Yesterday there was a gathering, and words of praise and thanks were spoken for a life that had touched ours. The resting place is quiet, peaceful and troubled only by the wind and rain from above and the badgers and foxes from the neighbouring fields. The words of George Herbert were sung over a simple wicker coffin and we banished hobgoblins and foul fiends from our minds, as Bunyan bade us. A long life and a good one.
Today we wrestled with the wind, a bit further down the coast by way of an outing. We boys freed our minds and tested our jaws on a new seaweed crop, under the distant shadow of Dunstanburgh Castle. Bright sun, icy chills and penetrating rain alternated, wetting our fur and coating our faces with sticky sand: all in a day’s work for a native Northumbrian, of course. Christmas, with its frills and furbelows seems a long way away, but I am hopeful, for the twinkling tree of blue by the front door, and the sparkling fence of white alongside it suggest some further fun ahead.
If, when you look into my eyes one day, you can say I did all well – in good heart – and only got it wrong because I didn’t understand or hadn’t been taught better, then I will have been the best I can – like Uncle Jonny, or Uncle Willie, or even the great Noggs himself. Heaven knows he made enough mistakes, and he a legend and a lesson to us all. He had been known to frown, and even growled quite threateningly when infirmity began to catch his sides with pain of which he couldn’t otherwise speak and no one could suspect. Barnaby wants too much, of love and everyone’s attention; our Newman wants his own way, or he sulks. I am noisily impatient for life’s riches. We are all flawed. But we cling on and are let in under the table where the sandwiches are laid, and shelter found. Despite our faults, we find a place with Lazarus. As someone famous once said: for us there is only the trying; the rest is not our business.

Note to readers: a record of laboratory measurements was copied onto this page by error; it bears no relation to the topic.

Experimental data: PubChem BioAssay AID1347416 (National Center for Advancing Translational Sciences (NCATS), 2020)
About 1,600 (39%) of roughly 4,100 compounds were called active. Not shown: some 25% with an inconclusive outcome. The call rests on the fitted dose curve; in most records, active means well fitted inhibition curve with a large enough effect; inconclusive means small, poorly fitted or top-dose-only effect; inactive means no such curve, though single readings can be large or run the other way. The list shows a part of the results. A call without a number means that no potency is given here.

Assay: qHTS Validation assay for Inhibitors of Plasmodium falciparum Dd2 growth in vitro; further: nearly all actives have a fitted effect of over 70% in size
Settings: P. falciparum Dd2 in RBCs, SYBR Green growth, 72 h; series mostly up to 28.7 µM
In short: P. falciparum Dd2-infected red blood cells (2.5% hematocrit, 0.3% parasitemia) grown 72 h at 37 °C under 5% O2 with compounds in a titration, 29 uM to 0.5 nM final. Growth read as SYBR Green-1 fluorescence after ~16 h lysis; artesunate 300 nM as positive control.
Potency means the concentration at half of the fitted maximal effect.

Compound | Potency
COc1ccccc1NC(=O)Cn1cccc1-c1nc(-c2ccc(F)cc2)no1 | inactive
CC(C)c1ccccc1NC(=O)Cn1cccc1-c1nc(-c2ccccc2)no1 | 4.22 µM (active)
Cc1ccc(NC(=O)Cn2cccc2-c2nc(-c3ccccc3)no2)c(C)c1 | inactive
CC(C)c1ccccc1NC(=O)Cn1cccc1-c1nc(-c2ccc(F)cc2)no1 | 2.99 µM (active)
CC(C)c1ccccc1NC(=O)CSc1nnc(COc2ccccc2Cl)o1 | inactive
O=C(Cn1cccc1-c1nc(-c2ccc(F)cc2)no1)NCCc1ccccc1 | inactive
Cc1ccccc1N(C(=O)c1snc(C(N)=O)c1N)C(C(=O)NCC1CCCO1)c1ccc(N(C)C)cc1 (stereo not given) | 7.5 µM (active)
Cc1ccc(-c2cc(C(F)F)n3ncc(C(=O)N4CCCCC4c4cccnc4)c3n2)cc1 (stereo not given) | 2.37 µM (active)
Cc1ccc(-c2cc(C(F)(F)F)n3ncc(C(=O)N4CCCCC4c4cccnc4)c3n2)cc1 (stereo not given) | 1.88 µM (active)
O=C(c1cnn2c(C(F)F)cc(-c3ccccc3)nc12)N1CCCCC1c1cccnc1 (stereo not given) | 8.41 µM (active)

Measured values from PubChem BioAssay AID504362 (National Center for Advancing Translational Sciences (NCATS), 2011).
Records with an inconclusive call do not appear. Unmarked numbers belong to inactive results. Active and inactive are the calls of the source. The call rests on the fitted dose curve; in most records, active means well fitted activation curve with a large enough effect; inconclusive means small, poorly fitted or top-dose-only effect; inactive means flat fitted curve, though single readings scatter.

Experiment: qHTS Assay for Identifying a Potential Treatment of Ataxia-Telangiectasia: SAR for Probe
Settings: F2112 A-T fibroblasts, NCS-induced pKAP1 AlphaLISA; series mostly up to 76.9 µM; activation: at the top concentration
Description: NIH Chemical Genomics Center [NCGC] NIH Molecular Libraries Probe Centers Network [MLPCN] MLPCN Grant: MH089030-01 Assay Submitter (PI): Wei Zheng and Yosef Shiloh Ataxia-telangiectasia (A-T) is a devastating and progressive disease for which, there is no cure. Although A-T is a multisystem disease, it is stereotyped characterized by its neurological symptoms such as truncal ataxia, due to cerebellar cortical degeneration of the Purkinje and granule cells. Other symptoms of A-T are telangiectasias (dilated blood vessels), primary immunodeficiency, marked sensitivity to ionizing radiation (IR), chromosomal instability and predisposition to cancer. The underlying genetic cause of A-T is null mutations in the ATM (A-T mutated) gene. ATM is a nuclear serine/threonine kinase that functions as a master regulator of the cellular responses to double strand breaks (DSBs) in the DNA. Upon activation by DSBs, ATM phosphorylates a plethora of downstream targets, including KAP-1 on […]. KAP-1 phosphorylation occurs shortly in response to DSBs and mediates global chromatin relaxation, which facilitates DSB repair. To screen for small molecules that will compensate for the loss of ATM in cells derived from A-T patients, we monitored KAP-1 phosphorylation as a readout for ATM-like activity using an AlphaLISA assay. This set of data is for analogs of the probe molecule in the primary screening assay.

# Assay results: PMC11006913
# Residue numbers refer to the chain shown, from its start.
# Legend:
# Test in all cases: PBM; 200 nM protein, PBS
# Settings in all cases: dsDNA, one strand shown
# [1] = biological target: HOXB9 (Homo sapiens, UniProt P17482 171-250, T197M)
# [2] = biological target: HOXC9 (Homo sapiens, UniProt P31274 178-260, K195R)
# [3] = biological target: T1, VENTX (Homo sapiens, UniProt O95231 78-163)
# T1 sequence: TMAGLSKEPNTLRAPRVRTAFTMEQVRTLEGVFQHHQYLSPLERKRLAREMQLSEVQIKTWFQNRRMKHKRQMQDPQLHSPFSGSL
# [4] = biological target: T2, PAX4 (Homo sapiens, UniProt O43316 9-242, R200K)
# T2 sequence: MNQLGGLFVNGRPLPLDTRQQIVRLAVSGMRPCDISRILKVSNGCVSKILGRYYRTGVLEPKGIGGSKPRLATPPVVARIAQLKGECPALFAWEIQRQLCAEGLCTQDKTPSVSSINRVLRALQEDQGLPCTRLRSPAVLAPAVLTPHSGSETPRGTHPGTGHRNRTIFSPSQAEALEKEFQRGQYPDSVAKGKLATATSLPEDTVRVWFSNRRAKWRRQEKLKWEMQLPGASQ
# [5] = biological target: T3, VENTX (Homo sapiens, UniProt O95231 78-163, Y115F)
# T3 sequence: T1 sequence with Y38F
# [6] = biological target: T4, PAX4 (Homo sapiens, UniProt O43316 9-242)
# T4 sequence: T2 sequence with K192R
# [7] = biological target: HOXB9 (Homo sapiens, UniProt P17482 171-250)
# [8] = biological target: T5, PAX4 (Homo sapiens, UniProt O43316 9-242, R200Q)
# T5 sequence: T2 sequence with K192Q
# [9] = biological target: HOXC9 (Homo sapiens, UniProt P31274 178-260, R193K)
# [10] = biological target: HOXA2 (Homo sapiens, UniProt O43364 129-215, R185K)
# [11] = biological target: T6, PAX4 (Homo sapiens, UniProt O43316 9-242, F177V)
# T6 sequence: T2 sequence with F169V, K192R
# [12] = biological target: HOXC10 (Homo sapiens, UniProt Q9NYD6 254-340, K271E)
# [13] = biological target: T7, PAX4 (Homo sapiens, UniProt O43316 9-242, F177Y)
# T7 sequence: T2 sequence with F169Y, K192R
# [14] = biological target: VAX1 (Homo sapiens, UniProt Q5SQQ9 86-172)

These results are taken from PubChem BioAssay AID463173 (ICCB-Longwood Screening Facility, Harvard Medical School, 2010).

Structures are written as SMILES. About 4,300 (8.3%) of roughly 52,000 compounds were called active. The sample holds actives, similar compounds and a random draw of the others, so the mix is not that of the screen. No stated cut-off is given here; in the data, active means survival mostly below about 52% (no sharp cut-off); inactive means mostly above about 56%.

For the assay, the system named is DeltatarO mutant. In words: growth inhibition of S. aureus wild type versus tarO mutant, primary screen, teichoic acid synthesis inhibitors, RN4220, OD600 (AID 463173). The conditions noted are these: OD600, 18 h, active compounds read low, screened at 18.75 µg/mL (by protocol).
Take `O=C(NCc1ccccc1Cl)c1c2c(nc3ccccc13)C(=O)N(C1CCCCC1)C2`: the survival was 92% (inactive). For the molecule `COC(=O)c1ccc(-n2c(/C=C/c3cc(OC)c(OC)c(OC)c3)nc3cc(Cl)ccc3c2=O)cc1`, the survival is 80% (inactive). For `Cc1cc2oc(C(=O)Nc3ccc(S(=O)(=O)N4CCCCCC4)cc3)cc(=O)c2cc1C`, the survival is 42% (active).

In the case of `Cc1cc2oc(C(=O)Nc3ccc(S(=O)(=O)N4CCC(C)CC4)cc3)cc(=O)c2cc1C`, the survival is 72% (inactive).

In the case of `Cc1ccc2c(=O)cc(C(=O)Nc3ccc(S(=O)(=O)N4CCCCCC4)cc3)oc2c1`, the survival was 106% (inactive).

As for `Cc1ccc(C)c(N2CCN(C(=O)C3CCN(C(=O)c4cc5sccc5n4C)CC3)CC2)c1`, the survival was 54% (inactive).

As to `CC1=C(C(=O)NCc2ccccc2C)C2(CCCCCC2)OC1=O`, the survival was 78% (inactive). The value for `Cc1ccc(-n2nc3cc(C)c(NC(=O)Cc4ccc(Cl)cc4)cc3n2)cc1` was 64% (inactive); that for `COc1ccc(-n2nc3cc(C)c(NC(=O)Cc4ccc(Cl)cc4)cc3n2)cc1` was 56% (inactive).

The day after Ten Blankets died, the dawn was gloriously bright despite the fact that there had been woeful little sleep that night and minds were numb. The sun’s blush can be seen here kissing Newman’s neck, as he sits that morning thinking about another kind of altered landscape in our lives. We have earned our keep this week, I can confide, and that frame – like Barnaby’s and mine – has done its share of burden-bearing.
Here my tail is wagging to the left, which – as someone famous said – indicates my own insecurity and unhappiness that dawn, something I rarely feel as I usually have an irrepressible joy about me which expresses itself in the song of spaniels. Every night this erupts noisily as I anticipate the moment when I can collapse exhausted on to Boggis, boney biscuit downed in a couple of bites. Then I am out like the proverbial light. It is, I realise now, not so for them. Lately there have been terrible stirrings all through the night: kettles boiled, milk warmed, herbs infused, lists compiled and – even more extraorinarily – the computer turned back on despite the unearthly hour. I have attended sensitively, alert but unobtrusive on my furry bed, one ear cocked lest I should hear a sob, occasionally and very tactfully drawing attention to myself by the odd brief sally back and forth through the catflap. But Kemo Sabe has wandered in her mind, staring abstractly and stirring regularly, alone in her imagination. All I can do is to offer my warmth, as she holds me to her during the evening, and I fall asleep without even trying. I pray wordlessly that her day will end in longed-for rest. Even a spaniel can be silent when he must.